Taken by a Feather Vessel 1 - Holding Place

Materials: Oxidized Copper, Raffia
Dimensions: 70mm Height, 110mm Diameter

“Taken By A Feather” is an exploration of fallen pinecones found in the Adelaide Hills, which were dropped to the ground by Yellow-Tailed Black Cockatoos. Each vessel is made up of individual pieces to represent the segments of the pinecone. Piecing the segments together with fibres I wanted to convey a repetitious form that I find within nature.

Photo credit: Self

Natalie E Gock
Adelaide, South Australia. Australia

After finishing the two-year associate training program at JamFactory Contemporary Craft and Design, I am currently residing in the Metal Design Studio as alumni resident as a production assistant.

I draw from the uniqueness of nature and use every opportunity I have to use different methods of making to explore materials that I haven’t used before. My art practice is largely based around the use of materials involving metal, fibres, threads and other found things. The process I use in exploring these materials is important to me because of the different ways they can be incorporated into my practice of making functional objects and jewellery.

These containers and vessels definitely hold their place in the world of stunning art objects as well as in the world of metalsmithing.

Since the dawn of time humans have created containers to hold things that were important to them, from large vessels to hold food and harvests to intimate containers for small precious things. They might hold memories, ashes, medicine, beverage, fruit or food - but all spring from the imagination and skill of the maker. Some have specific religious functions, some are meant for everyday use. When one thinks of a vessel or container the inclination is to think of something with solid walls - yet many of these works involve the exploration of positive and negative space, and the use of negative space to help create the illusion of the wall of the vessel.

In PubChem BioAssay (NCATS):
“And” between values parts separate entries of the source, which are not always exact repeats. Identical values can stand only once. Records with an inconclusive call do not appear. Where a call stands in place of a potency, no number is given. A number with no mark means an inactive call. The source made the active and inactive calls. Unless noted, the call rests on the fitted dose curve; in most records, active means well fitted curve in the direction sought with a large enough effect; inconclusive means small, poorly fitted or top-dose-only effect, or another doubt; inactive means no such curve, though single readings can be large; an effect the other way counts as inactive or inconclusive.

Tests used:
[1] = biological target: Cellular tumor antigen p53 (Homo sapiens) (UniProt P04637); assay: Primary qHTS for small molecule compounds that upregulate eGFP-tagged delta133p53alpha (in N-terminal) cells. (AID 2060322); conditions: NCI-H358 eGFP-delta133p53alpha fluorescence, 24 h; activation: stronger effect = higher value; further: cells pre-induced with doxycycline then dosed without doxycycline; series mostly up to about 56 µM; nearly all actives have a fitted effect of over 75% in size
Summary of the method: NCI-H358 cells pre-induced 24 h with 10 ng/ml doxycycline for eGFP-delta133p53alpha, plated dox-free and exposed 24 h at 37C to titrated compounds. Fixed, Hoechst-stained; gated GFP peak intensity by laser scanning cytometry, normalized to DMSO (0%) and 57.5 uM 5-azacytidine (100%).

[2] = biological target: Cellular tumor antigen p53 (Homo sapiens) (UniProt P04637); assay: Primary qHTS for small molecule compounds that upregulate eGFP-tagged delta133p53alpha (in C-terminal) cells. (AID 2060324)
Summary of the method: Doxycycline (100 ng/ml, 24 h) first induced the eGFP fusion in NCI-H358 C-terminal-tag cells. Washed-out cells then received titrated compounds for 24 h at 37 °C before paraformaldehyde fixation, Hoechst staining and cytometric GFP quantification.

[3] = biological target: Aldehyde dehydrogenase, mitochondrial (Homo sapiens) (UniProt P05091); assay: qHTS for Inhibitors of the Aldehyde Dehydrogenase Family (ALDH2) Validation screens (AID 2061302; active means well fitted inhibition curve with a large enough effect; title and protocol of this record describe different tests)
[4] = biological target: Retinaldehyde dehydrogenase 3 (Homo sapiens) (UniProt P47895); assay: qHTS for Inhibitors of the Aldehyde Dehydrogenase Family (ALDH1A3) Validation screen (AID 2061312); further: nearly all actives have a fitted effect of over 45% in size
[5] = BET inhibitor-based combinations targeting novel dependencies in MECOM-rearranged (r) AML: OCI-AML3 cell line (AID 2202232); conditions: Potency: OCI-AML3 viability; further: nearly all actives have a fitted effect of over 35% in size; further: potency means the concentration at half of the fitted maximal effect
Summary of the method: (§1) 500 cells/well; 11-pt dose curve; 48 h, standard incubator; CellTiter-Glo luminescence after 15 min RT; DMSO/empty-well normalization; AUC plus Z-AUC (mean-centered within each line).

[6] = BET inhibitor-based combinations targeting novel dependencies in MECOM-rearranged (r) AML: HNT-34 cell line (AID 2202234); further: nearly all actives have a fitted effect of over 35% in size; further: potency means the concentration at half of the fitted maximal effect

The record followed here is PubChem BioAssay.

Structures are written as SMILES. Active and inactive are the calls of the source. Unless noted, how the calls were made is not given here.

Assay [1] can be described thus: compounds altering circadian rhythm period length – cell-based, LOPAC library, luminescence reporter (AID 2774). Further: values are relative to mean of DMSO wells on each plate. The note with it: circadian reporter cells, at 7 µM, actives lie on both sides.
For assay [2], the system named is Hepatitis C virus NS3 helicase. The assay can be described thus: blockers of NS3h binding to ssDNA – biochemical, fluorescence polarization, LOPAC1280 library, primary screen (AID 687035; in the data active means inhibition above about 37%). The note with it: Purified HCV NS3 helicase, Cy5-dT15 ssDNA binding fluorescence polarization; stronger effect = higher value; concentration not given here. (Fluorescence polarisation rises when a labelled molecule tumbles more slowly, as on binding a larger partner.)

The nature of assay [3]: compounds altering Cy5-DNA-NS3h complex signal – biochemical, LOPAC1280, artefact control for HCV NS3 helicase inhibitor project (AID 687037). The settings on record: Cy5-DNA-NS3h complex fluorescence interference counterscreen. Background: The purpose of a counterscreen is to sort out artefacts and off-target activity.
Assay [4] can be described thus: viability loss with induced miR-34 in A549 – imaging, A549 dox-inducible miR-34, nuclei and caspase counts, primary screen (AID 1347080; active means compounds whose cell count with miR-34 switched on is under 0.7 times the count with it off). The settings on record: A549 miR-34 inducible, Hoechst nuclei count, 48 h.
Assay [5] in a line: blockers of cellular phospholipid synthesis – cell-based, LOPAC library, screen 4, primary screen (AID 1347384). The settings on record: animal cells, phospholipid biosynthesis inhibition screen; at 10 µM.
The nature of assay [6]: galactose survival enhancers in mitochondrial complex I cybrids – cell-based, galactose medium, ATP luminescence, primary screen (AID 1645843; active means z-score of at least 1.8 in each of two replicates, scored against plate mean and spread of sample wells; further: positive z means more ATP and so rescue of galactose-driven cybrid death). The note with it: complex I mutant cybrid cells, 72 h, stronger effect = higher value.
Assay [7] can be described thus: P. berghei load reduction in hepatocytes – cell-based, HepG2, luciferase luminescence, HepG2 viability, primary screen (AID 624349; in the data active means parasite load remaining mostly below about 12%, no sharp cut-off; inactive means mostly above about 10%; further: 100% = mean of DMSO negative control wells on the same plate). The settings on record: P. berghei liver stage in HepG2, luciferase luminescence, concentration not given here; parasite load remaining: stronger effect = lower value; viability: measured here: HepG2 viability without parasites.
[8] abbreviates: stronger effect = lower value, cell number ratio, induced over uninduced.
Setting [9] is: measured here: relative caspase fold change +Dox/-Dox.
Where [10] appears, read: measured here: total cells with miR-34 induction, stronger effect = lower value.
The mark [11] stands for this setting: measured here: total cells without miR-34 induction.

As the world’s largest jewelry related internet site, Ganoksin strives to develop exhibitions showcasing work from around the world. This exhibition was open to all metalsmiths, professional and amateur, advanced and beginner. Participants are from The Netherlands, the USA, Canada, Australia, Costa Rica, the United Kingdom, Israel, Hong Kong, Colombia, Romania, Italy, Ireland, Japan, Malaysia and Denmark. While most of the pieces are by an individual metalsmith, some are collaborations, one of three artists spanning 50 years.

In total 319 artists contributed 729 show pieces for the permanent online exhibition.

Objects in the exhibition include boxes, lockets, urns, ash containers, bowls, wine cups, reliquaries, match holders, vases, teapots, pitchers, sugar bowls, baskets, nests, pillboxes, clutches and a range of sculptural forms. A variety of techniques are showcased covering a wide range of metalsmithing techniques. Materials used include everything from gold and silver to less expensive metals. Ornamentation includes the addition of enamel, chasing and repousse’, gemstones and found objects.

The exhibition was curated by Beth Wicker, President of the North Carolina Society of Goldsmiths in the United States, and Adjunct Instructor at Northeastern Technical College in South Carolina. Director of the exhibition is Hanuman Aspler, founder of The Ganoksin Project, the world’s largest internet jewelry site.